Sarah Garrett on in seemingly increasing invisibility of gay and bi women in the UK today...
It has baffled me for over two decades, why are LGBT women just not as visible as the guys? Maybe it’s time to understand why...
I launched g3 magazine in 2001, which was aimed at lesbian and bisexual women. Although the magazine received a great and loyal following, I always wondered why everything from the scene to shopping was mainly aimed at gay men.
Having looked at the gender differences a bit closer, some of it is obvious. Speaking to a Financial Advisor that specialises in working with LGBTs, she admitted that women would rather spend money on their home, car, investments and planning their future, whilst her male clients could easily spend a grand on an evening out. This was probably not the only reason why the lack of visibility, but without generalising too much this is just one example of how we can be very different.
Sarah Garrett, Founder of the British LGBT Awards
Aside from g3, I now run the British LGBT Awards, this year I was again dismayed that from nearly 3,000 nominations only 8% came from LGB women.
There aren’t many stats on how many LGB women there are out there but on Facebook you are able to place adverts on certain demographics such as women who like women, which is probably the best way we have to give us some idea of numbers in the UK, – over two and a half million had ticked that box. So we know you are out there.
Is there a really a double glass ceiling?
Starting with the workplace, we are launching our first survey for lesbian and bisexual women (lbwomen.org), which will focus on if and how we can support LB women more at work and beyond. Is it a case of making our brand more sexy? Are women just not bothered and more keen on nesting with their wives? Or do we need to do something different?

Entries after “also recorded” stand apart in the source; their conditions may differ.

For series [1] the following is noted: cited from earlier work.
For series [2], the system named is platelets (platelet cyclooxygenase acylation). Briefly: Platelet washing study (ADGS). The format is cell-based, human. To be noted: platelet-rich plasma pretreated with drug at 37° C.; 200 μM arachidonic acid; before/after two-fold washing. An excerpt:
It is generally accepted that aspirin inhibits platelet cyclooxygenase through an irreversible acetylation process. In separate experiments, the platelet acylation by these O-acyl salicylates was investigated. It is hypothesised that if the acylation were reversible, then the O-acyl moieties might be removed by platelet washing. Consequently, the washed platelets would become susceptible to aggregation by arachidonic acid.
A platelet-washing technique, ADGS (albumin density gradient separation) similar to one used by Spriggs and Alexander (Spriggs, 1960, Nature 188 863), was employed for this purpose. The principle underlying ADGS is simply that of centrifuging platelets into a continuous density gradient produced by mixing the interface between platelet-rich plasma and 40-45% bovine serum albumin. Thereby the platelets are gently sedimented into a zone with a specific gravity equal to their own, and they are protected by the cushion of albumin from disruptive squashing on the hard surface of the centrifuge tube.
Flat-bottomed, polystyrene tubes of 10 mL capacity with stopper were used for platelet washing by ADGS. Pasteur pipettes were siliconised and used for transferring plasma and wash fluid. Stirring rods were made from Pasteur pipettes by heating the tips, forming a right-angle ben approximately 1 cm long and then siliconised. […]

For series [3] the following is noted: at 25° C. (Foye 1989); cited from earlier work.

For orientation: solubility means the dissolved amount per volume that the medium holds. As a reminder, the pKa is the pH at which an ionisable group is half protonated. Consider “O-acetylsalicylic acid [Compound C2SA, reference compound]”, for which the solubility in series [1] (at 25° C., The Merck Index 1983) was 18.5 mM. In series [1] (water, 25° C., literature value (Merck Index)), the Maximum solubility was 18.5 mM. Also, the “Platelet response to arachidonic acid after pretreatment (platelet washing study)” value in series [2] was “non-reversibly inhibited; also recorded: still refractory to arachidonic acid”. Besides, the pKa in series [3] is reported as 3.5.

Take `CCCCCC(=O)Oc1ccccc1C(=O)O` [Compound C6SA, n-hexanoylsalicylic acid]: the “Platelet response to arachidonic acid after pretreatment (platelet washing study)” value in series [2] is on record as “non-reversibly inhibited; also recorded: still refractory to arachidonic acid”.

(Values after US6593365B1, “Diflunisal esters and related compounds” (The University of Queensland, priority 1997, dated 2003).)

Statistics released last year said that 62% of graduates go back into closet at work. How does this translate for women? Is there really a double glass ceiling? I don’t think it’s just role models we need but also to support millennials better.
We will also be looking at biphobia. According to a YouGov poll in Britain, almost a quarter of the population (23%) do not describe themselves as totally heterosexual. The figure rises to nearly half of 18- to 24-year-olds (49%), however bisexual women still find it hard to come out at work and are the group most likely to receive discrimination at work
Please help us get responses to the Work Survey, and if you are a senior woman at work and want to find out about doing more, please do get in touch.
Please circulate the link and survey to your networks, lesbian and bisexual female colleagues and friends… it’s critical we get feedback to be able to publish findings and evaluate next steps in offering support.
Fill in the 2-minute survey. Visit www.lbwomen.org Closes: 10 June
Survey powered by British LGBT Awards